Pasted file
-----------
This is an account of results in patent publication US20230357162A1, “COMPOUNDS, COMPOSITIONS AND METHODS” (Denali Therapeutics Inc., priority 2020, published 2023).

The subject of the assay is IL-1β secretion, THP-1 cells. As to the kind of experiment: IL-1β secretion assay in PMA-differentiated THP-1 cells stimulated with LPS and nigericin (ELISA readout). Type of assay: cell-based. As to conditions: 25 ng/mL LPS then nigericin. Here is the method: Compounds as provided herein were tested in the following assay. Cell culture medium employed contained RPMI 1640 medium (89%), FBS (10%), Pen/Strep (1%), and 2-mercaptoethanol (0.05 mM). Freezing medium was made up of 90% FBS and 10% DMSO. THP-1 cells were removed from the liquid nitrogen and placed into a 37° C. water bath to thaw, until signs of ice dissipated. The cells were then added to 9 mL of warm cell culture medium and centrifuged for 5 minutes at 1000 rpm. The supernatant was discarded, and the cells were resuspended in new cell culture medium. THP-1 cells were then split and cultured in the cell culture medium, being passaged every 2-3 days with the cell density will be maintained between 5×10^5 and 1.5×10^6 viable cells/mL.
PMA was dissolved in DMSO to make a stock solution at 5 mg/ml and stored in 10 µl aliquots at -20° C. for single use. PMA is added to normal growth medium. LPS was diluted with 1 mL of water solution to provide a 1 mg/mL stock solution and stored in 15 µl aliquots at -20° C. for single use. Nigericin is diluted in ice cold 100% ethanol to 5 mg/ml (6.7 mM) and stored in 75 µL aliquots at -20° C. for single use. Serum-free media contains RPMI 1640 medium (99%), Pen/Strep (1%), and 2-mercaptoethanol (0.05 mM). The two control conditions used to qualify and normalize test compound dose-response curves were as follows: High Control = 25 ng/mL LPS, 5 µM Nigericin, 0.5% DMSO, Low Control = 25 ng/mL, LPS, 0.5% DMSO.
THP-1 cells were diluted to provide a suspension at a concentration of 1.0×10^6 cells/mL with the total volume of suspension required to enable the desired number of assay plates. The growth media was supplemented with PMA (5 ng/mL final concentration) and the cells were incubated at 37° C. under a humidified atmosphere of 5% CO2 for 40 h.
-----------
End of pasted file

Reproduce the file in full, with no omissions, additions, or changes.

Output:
This is an account of results in patent publication US20230357162A1, “COMPOUNDS, COMPOSITIONS AND METHODS” (Denali Therapeutics Inc., priority 2020, published 2023).

The subject of the assay is IL-1β secretion, THP-1 cells. As to the kind of experiment: IL-1β secretion assay in PMA-differentiated THP-1 cells stimulated with LPS and nigericin (ELISA readout). Type of assay: cell-based. As to conditions: 25 ng/mL LPS then nigericin. Here is the method: Compounds as provided herein were tested in the following assay. Cell culture medium employed contained RPMI 1640 medium (89%), FBS (10%), Pen/Strep (1%), and 2-mercaptoethanol (0.05 mM). Freezing medium was made up of 90% FBS and 10% DMSO. THP-1 cells were removed from the liquid nitrogen and placed into a 37° C. water bath to thaw, until signs of ice dissipated. The cells were then added to 9 mL of warm cell culture medium and centrifuged for 5 minutes at 1000 rpm. The supernatant was discarded, and the cells were resuspended in new cell culture medium. THP-1 cells were then split and cultured in the cell culture medium, being passaged every 2-3 days with the cell density will be maintained between 5×10^5 and 1.5×10^6 viable cells/mL.
PMA was dissolved in DMSO to make a stock solution at 5 mg/ml and stored in 10 µl aliquots at -20° C. for single use. PMA is added to normal growth medium. LPS was diluted with 1 mL of water solution to provide a 1 mg/mL stock solution and stored in 15 µl aliquots at -20° C. for single use. Nigericin is diluted in ice cold 100% ethanol to 5 mg/ml (6.7 mM) and stored in 75 µL aliquots at -20° C. for single use. Serum-free media contains RPMI 1640 medium (99%), Pen/Strep (1%), and 2-mercaptoethanol (0.05 mM). The two control conditions used to qualify and normalize test compound dose-response curves were as follows: High Control = 25 ng/mL LPS, 5 µM Nigericin, 0.5% DMSO, Low Control = 25 ng/mL, LPS, 0.5% DMSO.
THP-1 cells were diluted to provide a suspension at a concentration of 1.0×10^6 cells/mL with the total volume of suspension required to enable the desired number of assay plates. The growth media was supplemented with PMA (5 ng/mL final concentration) and the cells were incubated at 37° C. under a humidified atmosphere of 5% CO2 for 40 h.